Figure 1.  CD8+ T-cell subset distribution. Representative dot-plots are shown of bulk CD8+ T cells isolated from the peripheral blood mononuclear cells (PBMCs) of (a) human immunodeficiency virus-negative (HIV) individuals and (c) human immunodeficiency virus-positive (HIV+) individuals, and CD45RA and CCR7 expression was analyzed to determine cell subset distribution. CD8CD45RA− CD127+ T cells were isolated from bulk CD8+ T cells from (b) HIV individuals and (d) HIV+ individuals and stained for CD45RA and CCR7 to determine initial memory CD8+ T-cell subset distribution.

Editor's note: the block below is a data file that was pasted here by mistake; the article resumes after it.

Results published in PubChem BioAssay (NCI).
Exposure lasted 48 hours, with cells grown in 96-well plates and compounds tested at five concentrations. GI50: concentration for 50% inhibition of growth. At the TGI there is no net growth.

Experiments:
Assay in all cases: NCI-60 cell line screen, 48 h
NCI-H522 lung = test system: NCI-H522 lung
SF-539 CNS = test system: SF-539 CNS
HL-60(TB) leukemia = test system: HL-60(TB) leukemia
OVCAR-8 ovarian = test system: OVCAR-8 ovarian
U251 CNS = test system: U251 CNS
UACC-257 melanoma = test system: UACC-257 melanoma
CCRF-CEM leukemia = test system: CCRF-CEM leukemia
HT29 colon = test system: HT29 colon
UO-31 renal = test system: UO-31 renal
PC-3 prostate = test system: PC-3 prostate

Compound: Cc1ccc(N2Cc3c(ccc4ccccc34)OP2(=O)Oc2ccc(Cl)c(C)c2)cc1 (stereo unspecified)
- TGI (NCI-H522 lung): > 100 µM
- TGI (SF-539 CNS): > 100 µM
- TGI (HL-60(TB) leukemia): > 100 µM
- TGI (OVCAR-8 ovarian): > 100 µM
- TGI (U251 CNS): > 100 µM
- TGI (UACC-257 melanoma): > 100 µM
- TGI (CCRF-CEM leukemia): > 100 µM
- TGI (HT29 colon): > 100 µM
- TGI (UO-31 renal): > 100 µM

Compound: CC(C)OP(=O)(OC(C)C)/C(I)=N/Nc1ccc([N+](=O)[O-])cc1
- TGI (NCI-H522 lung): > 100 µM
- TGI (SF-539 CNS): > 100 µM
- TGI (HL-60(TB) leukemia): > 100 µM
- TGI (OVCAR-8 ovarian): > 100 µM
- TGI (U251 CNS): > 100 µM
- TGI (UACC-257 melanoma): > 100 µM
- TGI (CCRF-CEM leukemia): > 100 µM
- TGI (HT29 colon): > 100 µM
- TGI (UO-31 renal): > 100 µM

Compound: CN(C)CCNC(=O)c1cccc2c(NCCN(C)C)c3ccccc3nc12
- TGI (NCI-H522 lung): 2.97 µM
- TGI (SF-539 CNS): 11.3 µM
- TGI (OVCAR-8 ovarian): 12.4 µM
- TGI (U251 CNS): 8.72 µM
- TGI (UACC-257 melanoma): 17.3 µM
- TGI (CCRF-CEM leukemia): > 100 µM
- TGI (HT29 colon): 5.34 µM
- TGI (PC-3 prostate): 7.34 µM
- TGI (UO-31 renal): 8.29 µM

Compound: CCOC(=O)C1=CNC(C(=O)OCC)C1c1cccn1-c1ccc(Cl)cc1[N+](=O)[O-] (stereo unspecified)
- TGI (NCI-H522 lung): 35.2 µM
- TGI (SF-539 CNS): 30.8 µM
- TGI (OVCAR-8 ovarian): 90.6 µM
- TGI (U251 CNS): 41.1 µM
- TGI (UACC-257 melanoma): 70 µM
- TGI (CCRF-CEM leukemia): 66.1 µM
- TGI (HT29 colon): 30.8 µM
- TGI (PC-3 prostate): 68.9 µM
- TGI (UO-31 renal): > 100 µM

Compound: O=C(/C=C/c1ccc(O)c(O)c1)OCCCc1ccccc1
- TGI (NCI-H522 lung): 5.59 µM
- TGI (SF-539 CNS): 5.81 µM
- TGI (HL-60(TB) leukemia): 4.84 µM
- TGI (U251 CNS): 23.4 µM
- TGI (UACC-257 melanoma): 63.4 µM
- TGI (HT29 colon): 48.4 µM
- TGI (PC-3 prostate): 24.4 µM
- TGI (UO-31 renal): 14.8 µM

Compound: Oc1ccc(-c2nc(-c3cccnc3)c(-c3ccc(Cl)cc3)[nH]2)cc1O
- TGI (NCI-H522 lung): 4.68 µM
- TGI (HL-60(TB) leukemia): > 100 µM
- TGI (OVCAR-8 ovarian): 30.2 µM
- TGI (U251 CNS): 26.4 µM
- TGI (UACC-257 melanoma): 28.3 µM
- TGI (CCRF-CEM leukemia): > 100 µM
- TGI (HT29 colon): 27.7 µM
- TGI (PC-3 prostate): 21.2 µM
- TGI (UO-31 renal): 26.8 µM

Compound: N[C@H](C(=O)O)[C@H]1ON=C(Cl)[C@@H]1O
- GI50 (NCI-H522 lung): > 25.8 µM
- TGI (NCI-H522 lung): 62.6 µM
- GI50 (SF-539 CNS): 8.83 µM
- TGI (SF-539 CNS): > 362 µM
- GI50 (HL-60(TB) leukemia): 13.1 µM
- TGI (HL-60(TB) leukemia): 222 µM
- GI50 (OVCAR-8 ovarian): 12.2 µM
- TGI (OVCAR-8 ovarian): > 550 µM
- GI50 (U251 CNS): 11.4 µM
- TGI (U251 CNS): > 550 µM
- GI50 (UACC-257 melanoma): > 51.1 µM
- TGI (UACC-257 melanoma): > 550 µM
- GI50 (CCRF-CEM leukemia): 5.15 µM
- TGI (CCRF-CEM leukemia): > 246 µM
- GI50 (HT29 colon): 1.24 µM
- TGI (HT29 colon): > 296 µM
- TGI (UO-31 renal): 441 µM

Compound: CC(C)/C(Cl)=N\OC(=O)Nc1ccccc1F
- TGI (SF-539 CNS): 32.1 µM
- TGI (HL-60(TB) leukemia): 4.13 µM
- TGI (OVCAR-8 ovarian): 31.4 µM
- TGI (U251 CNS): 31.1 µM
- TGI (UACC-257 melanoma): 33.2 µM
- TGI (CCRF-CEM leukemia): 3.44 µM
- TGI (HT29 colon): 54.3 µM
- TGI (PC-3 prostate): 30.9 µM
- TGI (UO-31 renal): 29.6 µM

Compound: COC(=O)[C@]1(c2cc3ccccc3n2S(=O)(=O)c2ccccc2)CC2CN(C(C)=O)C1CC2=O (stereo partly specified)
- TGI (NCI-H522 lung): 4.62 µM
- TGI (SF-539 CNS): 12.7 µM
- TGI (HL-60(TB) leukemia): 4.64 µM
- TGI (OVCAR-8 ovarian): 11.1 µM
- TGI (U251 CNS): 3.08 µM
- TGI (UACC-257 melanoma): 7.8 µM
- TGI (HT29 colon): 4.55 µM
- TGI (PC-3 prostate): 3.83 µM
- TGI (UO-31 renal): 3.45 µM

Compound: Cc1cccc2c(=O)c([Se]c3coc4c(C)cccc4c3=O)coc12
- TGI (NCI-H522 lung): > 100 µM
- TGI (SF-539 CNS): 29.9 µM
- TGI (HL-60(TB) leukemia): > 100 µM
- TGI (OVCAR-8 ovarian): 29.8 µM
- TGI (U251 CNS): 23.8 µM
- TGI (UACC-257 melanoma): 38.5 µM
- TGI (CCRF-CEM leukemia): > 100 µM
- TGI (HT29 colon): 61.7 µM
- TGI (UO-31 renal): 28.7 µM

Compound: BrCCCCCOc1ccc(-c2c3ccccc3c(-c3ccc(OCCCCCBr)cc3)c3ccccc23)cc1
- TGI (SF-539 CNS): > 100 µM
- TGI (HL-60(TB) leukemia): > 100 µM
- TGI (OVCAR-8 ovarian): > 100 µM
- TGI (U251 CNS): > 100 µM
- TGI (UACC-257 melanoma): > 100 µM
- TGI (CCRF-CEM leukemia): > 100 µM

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IL-7 enhances antigen-mediated proliferation in memory CD8+ T cells